Christopher Reynolds, a professor of astronomy at the University of Maryland, says the group’s results provide the first observational data that will help scientists understand how a black hole’s jets behave.
“The basic nature of jets is still mysterious,” Reynolds says. “Many astrophysicists suspect that jets are powered by black hole spin … but right now, these ideas are still entirely in the realm of theory. This measurement is the first step in putting these ideas on a firm observational basis.”
This research was supported by the National Science Foundation.
COMING – (Part-2) New Magnetic Field Process Captures DARPA’s Attention
Why would a black ops agency such as DARPA be interested in magnetic fields?
Hmm, their mission is to “prevent strategic surprise from negatively impacting U.S. national security and create strategic surprise for U.S. adversaries by maintaining the technological superiority of the U.S. military…”
The new-found outflows of particles (pale blue) from the Galactic Centre. The background image is the whole Milky Way at the same scale. The curvature of the outflows is real, not a distortion caused by the imaging process. Credit: Radio image – E. Carretti (CSIRO); Radio data – S-PASS team; Optical image – A. Mellinger (Central Michigan University); Image composition, E. Bressert (CSIRO).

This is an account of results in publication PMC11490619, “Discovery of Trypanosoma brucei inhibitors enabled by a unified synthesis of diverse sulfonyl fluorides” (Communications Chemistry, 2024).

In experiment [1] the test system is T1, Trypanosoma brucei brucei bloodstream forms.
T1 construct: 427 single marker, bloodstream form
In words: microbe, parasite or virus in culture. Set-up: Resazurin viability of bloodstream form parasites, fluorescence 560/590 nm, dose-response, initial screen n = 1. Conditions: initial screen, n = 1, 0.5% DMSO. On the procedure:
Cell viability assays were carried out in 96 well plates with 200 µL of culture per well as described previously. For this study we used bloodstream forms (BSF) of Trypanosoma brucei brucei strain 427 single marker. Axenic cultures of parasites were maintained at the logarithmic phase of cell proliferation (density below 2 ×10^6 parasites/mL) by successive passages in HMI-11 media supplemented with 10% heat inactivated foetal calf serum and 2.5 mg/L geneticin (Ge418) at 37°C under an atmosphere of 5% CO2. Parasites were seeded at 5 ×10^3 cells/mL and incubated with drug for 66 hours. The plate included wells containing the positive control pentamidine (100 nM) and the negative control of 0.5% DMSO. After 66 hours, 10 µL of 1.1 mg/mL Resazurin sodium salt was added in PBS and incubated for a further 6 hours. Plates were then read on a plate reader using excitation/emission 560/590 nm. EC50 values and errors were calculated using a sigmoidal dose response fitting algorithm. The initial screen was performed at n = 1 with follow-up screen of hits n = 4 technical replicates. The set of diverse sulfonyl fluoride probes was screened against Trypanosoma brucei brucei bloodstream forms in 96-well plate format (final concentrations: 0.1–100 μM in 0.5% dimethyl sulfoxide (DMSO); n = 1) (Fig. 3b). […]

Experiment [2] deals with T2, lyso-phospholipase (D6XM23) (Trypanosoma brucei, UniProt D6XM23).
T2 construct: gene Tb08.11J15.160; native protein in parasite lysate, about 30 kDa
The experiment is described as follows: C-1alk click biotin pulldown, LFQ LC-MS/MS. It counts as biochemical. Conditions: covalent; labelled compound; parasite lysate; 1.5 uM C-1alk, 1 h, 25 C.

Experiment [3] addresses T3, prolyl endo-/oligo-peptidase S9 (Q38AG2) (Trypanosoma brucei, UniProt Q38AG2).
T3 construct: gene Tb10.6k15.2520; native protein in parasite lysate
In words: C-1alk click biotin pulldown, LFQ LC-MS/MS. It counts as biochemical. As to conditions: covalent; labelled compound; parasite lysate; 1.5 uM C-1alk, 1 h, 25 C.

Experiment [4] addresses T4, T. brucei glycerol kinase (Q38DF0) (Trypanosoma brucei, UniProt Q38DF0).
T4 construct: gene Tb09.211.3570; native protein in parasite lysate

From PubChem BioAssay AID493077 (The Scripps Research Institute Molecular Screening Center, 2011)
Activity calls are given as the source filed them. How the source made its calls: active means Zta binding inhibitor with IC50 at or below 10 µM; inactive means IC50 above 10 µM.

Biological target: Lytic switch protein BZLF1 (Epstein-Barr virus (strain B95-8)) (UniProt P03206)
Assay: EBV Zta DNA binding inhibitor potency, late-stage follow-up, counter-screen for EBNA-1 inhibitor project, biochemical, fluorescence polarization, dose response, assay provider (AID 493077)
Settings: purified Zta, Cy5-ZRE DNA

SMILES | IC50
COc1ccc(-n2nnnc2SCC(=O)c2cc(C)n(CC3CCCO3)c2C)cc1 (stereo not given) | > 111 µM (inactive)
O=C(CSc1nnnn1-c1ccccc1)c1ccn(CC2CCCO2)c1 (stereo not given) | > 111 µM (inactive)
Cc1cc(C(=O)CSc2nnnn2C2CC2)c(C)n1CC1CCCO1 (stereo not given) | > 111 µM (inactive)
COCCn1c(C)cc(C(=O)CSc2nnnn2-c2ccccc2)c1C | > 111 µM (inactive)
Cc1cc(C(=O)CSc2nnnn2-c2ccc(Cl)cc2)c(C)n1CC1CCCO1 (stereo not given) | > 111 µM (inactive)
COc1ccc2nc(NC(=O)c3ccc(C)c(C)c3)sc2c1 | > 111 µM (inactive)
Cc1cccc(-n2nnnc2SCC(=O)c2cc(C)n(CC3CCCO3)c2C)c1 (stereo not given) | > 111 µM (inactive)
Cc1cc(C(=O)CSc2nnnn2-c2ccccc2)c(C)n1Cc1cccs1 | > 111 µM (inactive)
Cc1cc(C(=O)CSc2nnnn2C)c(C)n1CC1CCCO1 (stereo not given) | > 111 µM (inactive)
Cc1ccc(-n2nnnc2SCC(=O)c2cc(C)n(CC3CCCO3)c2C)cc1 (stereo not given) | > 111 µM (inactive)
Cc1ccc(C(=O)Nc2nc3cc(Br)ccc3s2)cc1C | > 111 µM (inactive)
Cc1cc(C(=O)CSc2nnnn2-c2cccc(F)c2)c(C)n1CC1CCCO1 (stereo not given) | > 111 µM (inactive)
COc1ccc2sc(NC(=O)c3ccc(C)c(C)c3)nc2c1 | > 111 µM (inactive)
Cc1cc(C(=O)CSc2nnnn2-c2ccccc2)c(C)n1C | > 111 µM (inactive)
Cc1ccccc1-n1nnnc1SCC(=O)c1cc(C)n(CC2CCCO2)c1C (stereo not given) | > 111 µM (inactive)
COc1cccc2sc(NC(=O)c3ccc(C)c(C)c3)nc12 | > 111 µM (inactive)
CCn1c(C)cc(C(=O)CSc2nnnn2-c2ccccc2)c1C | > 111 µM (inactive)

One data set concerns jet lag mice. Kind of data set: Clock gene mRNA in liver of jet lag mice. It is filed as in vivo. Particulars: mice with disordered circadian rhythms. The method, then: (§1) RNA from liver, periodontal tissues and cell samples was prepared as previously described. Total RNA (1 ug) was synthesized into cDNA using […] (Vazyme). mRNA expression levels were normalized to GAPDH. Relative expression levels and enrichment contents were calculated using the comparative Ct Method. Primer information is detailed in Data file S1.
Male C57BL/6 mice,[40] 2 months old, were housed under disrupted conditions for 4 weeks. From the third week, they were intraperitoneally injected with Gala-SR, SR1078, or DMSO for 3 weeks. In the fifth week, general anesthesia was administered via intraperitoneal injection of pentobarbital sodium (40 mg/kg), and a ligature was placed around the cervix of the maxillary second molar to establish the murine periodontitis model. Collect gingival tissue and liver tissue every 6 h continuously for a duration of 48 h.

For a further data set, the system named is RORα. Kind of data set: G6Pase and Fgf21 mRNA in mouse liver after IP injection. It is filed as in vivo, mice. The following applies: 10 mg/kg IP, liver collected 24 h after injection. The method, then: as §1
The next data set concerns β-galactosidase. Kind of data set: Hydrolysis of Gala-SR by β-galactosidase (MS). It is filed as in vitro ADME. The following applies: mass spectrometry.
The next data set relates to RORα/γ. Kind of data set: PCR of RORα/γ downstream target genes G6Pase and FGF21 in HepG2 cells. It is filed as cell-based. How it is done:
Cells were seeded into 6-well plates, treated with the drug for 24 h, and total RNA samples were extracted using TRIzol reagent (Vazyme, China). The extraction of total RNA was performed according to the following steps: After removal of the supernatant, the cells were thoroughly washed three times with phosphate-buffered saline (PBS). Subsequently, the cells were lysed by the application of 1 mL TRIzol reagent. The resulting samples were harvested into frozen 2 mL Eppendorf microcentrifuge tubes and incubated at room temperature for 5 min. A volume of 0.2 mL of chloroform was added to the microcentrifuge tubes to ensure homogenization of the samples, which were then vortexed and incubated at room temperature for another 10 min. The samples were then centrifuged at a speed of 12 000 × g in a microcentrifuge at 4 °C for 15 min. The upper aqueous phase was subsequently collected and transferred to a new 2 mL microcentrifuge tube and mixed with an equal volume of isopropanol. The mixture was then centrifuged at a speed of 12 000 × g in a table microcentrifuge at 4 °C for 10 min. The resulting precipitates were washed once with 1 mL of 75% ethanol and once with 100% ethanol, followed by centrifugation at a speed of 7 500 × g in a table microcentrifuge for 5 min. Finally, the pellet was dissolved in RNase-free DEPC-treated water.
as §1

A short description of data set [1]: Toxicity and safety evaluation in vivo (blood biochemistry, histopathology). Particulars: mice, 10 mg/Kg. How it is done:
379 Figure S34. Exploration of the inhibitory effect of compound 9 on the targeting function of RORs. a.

Enormous outflows of charged particles from the centre of our Galaxy, stretching more than halfway across the sky and moving at supersonic speeds, have been detected and mapped with CSIRO’s 64-m Parkes radio telescope.
Corresponding to the “Fermi Bubbles” found in 2010, the recent observations of the phenomenon were made by a team of astronomers from Australia, the USA, Italy and The Netherlands, with the findings reported in today’s issue of Nature.
“There is an incredible amount of energy in the outflows,” said co-author Professor Lister-Staveley-Smith from The University of Western Australia node of the International Centre for Radio Astronomy Research in Perth and Deputy Director of the ARC Centre of Excellence for All-sky Astrophysics (CAASTRO).
“The source of the energy has been somewhat of a mystery, but we know there is a lot there, about a million times as much energy as a supernova explosion (a dying star).”